Raising Self-Confident Children
Beth and Alice were excited about the big race and had practiced all spring. Both caught their parents' wink of encouragement before the start. After the race Beth walked up to her parents crying, "Third place. I'm such a loser. I'm switching to swimming." Alice couldn't contain her joy. "Practice really paid off. I moved up ten places from last year to fifteenth."
Why do Beth and Alice feel so differently? How will their feelings affect their future?
Alice has a positive self-image. She reacted to last year's race with lots of practice and is happy with her improvement. Beth must come in first place to be happy. She would prefer to quit running than think about ways to improve. How can parents foster self-confidence in children so they can face frustration and set backs and still learn from their mistakes?
Here are some suggestions for helping your children feel like winners.
- Acknowledge your children's special abilities and qualities. Be specific. Tell your children what you like about them. You might say, "The table looks so neat! Your help makes mealtime easier for me. That was very thoughtful of you."
- Show respect by allowing them to speak for themselves. Try not to add to their story. These interruptions imply they can't explain their activities.
- Provide opportunities for success. Give children jobs and challenges appropriate for their age and ability. Children can be very proud to set the table or help with dinner. They will feel like a contributing member of the family. Imagine how proud they will feel when they build on this small success -- like helping with dinner to finally making a family dinner from scratch.
- Help your children set their own goals. Parents can help by providing choices, but the goals themselves should come from each child. Goals focusing on improvement are more realistic than those that expect perfection. Learning to set short-term goals can lead to success in reaching long-term goals. For example, making the honor roll begins with getting good grades on quizzes, homework and tests.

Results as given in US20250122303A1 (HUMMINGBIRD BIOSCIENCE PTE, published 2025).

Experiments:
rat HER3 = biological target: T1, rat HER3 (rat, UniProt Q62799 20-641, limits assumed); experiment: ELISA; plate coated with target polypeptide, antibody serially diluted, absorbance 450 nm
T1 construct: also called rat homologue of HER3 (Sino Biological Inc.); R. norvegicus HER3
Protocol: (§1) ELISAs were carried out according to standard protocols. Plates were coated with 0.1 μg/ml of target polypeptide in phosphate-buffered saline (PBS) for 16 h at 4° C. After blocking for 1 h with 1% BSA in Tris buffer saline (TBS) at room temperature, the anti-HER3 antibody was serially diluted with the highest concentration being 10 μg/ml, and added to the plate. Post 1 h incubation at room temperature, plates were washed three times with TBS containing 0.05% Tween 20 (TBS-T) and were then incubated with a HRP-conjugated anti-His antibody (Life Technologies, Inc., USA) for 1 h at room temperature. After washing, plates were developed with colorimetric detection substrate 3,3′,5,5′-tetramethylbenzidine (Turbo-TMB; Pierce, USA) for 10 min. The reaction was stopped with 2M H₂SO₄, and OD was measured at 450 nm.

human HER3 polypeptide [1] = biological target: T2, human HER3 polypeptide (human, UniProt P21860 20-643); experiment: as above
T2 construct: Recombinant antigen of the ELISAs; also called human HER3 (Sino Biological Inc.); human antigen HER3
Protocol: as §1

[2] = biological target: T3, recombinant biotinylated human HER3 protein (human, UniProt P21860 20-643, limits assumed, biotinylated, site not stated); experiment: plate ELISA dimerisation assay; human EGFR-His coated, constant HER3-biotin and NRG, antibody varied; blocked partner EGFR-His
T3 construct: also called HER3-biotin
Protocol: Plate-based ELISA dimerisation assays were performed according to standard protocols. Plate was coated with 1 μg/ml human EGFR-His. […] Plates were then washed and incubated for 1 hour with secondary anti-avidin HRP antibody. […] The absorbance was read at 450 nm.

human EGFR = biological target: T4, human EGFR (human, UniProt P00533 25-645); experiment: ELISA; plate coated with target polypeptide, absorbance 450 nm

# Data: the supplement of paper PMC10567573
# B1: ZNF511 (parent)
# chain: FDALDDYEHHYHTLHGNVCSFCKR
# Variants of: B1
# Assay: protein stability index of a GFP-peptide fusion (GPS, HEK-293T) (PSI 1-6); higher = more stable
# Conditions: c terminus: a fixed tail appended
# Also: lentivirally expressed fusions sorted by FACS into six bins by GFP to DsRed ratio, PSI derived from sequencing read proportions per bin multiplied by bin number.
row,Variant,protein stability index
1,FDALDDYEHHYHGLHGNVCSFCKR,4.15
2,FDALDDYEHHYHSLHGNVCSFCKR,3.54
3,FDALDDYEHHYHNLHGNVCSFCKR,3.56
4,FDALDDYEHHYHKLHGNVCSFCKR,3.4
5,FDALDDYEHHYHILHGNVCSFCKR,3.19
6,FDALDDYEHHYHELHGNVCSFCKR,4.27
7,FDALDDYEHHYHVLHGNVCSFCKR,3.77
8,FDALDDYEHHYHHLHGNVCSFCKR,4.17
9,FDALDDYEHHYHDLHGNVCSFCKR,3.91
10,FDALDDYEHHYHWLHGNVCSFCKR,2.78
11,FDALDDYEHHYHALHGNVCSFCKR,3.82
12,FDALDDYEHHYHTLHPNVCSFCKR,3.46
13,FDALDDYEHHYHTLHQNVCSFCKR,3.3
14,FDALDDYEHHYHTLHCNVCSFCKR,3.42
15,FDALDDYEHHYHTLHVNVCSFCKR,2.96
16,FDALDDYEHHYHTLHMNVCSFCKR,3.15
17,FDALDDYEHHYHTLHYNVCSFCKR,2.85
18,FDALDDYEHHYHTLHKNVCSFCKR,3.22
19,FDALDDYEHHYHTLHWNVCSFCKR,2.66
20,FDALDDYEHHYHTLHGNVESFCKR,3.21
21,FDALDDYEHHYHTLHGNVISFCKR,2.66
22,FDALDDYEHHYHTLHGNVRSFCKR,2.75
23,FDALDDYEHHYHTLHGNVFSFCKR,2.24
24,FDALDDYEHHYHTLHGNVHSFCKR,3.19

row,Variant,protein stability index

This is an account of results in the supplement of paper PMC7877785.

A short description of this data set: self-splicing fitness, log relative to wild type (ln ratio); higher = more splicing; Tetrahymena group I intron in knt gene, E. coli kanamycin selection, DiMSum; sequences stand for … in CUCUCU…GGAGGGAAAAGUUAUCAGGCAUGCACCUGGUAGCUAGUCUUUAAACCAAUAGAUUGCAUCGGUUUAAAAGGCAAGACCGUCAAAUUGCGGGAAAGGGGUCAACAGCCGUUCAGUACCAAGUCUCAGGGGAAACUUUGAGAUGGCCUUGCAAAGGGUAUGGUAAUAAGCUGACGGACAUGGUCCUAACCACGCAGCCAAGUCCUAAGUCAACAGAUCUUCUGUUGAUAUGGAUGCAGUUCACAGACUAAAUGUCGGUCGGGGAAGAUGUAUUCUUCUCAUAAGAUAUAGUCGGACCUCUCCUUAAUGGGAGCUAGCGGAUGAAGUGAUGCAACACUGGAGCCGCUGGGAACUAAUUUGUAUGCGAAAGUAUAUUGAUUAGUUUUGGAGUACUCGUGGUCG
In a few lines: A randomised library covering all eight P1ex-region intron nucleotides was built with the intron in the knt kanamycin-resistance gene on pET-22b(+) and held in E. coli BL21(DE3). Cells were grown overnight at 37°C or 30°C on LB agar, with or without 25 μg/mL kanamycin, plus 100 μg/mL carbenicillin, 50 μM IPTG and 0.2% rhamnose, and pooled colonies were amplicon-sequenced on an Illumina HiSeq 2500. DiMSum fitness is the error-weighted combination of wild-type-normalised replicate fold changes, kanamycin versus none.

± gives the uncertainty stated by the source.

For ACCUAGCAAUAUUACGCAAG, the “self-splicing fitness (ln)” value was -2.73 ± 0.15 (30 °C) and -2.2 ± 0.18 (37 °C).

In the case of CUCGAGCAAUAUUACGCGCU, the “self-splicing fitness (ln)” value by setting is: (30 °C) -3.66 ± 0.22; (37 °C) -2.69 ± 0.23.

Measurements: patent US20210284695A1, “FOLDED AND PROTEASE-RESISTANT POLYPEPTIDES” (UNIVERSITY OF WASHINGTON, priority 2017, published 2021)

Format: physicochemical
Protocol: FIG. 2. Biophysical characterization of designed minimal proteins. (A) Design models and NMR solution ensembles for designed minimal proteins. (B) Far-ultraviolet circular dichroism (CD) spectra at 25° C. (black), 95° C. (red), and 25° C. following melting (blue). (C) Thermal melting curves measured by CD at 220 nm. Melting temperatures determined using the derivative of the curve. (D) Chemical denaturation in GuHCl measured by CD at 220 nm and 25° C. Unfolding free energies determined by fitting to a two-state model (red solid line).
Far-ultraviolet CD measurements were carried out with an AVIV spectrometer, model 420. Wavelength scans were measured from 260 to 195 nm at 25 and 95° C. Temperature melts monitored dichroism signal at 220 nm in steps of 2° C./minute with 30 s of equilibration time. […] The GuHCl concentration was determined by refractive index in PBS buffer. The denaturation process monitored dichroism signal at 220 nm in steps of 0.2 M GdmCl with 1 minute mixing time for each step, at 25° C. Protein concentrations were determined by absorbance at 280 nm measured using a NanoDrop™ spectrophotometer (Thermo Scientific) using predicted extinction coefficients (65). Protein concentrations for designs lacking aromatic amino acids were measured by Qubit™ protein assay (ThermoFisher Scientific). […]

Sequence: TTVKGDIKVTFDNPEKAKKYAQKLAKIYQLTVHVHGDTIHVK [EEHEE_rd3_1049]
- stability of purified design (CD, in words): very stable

- Resist being the "good" parent. The good parent does for children what they can do for themselves. Some parents may want to spare them frustration and disappointment, but overprotection robs children of success and reduces the opportunity to learn from frustration or failure. Children need practice at coping with the stresses of life.
- Spend time each day with your children. Choose fun activities that you both enjoy. Even brief periods of time together help children develop the feeling they are important and loved. Giving children our complete attention means we are willing to make sacrifices to be with them.
- Express your affection and appreciation daily. Don't assume your children know you love them. Tell your children, "I love you." Show them warmth and affection.
- Encourage children to take pride in their successes. Teach children to praise themselves and they will be less likely to depend on others for approval. Set an example by praising yourself. For example, you might say, "My chocolate cake is delicious!" Or say to your child, "I bet you feel good about what you have accomplished." Help your children to distinguish between bragging and self-praise. Bragging compares behavior to others, while praising compares behavior to one's own past performance.
Source: Debby Zigun, Extension Home Economist, Rutgers University Cooperative Extension. Parent Pages was developed by Cornell Cooperative Extension of Suffolk County. HD 52
Last updated August 8, 2015